Nowadays, the ID1 beamline at ESRF provides the possibility of using a microfocus setup for diffraction measurements defined by a set of compound refractive lenses, focusing the incident beam to a spot size of about 500 × 1500 nm2 in the present case. Using coplanar-diffraction geometry, the beam spot onto the sample equals roughly the inter-rod spacing of sample 1, but it allows for single NR measurement in the case of sample 2. Using this setup, we recorded RSMs of individual NRs close to (111) and (222) Bragg reflection of GaAs using a beam energy of 10 keV and a 1-D position sensitive detector.
One has to note that the crossed lines and the perpendicular line in Figures 5(b) and (c) are artifacts of the experiment (monochromator and PSD streaks) For further explanation, see. Also, the additional two oblique lines on the left are artifacts of the experimental setup.
We analyzed GaAs NRs grown on GaAsB by high-resolution X-ray diffraction. Using coplanar diffraction in a home laboratory, we measured the average structure parameters of the whole NR array. The microfocus setup at ESRF was used to probe the structure parameters of individual NRs.
In both experiments, we have seen a second Bragg peak close to the GaAs one. Using microfocus, we could verify that this peak appears only at positions of GaAs NRs. Therefore, peak 2 was associated with scattering from NRs. The measured lattice expansion with respect to the substrate could be explained by inclusions of atoms with larger covalent radius compared to Ga and As. However, after SEM and EDX inspection, we can exclude any contamination of another element with concentration larger then 0.5 pct. Thus, the measured lattice mismatch must originate from the influence of structural defects such as decorated stacking faults, for example. Indeed, qz scans taken from the RSM of individual NRs revealed different lattice mismatches, which may refer to different numbers of such defects. Unfortunately, for this study, we were not able to probe individual NRs by use of asymmetric diffractions, which are necessary for detailed phase analysis.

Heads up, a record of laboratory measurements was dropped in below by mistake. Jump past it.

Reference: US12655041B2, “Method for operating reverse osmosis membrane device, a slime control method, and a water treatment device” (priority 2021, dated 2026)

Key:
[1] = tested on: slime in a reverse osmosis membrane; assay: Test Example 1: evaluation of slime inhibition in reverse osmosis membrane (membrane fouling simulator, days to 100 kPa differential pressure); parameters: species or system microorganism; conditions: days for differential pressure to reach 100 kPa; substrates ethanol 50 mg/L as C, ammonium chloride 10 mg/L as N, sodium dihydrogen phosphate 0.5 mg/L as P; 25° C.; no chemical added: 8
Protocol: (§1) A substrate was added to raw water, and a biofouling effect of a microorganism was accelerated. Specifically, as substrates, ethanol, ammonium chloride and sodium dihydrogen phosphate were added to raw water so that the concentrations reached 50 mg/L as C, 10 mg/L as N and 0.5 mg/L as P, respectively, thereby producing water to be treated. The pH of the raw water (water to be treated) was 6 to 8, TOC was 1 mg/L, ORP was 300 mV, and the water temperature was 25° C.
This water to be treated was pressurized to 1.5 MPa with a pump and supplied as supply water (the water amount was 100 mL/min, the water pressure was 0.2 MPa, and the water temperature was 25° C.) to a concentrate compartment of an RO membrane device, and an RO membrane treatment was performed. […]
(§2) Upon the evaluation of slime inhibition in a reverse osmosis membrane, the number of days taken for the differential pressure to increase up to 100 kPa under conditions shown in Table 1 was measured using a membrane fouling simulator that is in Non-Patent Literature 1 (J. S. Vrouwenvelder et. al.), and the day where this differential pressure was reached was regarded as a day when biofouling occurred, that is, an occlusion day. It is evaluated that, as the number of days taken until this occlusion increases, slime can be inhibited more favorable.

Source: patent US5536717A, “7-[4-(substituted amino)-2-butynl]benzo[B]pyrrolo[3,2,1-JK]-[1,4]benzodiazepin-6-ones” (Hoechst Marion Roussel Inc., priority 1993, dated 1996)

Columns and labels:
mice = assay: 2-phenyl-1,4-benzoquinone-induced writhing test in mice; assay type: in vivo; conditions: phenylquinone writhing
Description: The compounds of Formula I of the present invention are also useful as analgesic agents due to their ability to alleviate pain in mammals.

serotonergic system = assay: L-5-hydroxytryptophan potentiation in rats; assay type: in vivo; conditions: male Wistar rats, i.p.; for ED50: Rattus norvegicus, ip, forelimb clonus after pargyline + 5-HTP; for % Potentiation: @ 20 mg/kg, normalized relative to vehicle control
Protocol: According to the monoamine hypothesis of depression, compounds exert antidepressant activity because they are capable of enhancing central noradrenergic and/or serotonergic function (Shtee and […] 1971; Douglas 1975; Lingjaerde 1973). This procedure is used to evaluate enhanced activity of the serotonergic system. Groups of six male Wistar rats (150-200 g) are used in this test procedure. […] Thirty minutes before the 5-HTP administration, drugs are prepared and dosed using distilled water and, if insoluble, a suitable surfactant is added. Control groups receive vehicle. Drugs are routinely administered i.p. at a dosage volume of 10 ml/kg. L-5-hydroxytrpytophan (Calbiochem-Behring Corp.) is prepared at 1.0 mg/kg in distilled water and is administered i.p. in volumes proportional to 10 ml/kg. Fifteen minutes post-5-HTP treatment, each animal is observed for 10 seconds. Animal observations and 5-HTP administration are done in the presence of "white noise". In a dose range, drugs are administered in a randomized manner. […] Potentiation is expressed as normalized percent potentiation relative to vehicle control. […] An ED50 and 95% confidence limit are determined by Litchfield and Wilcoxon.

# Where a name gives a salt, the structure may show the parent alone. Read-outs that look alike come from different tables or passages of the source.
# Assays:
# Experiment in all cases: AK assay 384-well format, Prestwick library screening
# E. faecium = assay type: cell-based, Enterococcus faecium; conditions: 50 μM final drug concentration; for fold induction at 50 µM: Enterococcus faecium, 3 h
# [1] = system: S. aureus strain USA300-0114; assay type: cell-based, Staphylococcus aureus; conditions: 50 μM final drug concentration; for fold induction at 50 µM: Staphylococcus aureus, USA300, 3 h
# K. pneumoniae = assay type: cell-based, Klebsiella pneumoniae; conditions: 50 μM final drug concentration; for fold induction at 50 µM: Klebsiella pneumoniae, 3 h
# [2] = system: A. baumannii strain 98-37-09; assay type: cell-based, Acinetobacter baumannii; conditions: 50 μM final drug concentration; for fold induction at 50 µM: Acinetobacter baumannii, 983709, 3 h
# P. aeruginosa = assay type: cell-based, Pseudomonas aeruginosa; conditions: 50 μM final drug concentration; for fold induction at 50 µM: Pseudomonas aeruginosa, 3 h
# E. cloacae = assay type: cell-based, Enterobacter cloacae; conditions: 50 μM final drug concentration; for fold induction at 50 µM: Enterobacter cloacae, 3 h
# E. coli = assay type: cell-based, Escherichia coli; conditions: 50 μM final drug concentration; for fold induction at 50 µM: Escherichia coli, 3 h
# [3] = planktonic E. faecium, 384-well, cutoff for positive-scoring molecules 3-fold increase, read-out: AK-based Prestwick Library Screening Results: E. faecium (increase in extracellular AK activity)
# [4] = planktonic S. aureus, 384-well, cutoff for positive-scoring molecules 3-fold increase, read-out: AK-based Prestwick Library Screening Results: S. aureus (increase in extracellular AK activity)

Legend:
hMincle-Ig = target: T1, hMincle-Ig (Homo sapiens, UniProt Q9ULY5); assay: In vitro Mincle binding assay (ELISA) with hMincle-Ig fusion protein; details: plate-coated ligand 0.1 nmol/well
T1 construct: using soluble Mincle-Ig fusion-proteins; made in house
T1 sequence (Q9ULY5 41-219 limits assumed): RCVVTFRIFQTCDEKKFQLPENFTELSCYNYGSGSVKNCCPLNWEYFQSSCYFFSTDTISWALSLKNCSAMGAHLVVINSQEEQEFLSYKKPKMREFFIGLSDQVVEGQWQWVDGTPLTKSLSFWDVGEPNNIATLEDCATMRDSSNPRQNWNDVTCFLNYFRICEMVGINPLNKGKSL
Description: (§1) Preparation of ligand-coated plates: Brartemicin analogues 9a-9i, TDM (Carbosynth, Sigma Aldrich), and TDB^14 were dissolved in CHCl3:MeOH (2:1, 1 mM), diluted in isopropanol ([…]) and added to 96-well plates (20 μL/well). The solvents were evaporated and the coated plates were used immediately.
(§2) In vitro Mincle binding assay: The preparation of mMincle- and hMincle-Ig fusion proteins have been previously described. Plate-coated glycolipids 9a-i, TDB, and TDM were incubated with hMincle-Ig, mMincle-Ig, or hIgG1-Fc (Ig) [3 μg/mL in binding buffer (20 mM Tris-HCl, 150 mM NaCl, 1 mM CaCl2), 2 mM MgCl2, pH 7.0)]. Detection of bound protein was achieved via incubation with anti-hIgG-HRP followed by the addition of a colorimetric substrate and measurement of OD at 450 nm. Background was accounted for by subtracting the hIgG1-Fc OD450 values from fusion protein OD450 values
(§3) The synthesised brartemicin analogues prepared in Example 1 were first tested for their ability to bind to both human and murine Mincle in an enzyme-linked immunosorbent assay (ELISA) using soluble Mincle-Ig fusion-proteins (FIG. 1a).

One should note that the appearance of the lattice mismatch was very advantageous for our experiment, because low intense structural features could be identified outside the high-intense substrate diffraction.
Grazing-incidence diffraction at the whole NR ensemble revealed peaks of crystalline γ-Si3N4, which might be grown also during the growth process. Obviously, they cannot be removed by the etching process, which is sensitive to amorphous SiNx. These Si3N4 crystals are grown with random orientation with respect to the sample surface. Using this suggestion, peak 2 in Figures 2 and 5 could be indexed by the (200) Bragg reflection of γ-Si3N4 as well, but has to show nearly constant intensity and changing qx. Because the peak is sharp, this suggestion can be ruled out.
The crystallization of Si3N4 crystallites probably takes place at the growth temperature of NRs or at the recooling process after the growth. From the FWHM of peaks related to Si3N4 shown in Figure 4, the crystallite size can be estimated to be 32 nm, which is much smaller than the NR diameter. One may suggest that these crystallites grow preferentially at the interface between the growing GaAs NR and the amorphous SiNx layer to release the interface strain. The appearance of strain is visible by satellite peaks close to the substrate, which is originated by scattering from drilled holes within the SiNx mask, as shown in Figure 2(a). This explains why these satellites disappear after etching the SiNx layer (Figure 2(b)).
Finally, one has to note that our nanofocus experiment was not ideal because we could not measure an entire NR. This is caused by the limited resolution, which did not fit the size of the object, but also by the fact that we did not tune the beam spot to the center of an individual NR. Using a nanofocus diameter similar to the site of nano-objects, one can characterize the whole 3-D shape of individual NRs by CDI.[16,17] Our sample system promises revelation of the details of the different shapes and defect structures of heteroepitaxial NRs.
The authors thank Ana Diaz and T.H. Metzger, ID1 beamline at ESRF, for support.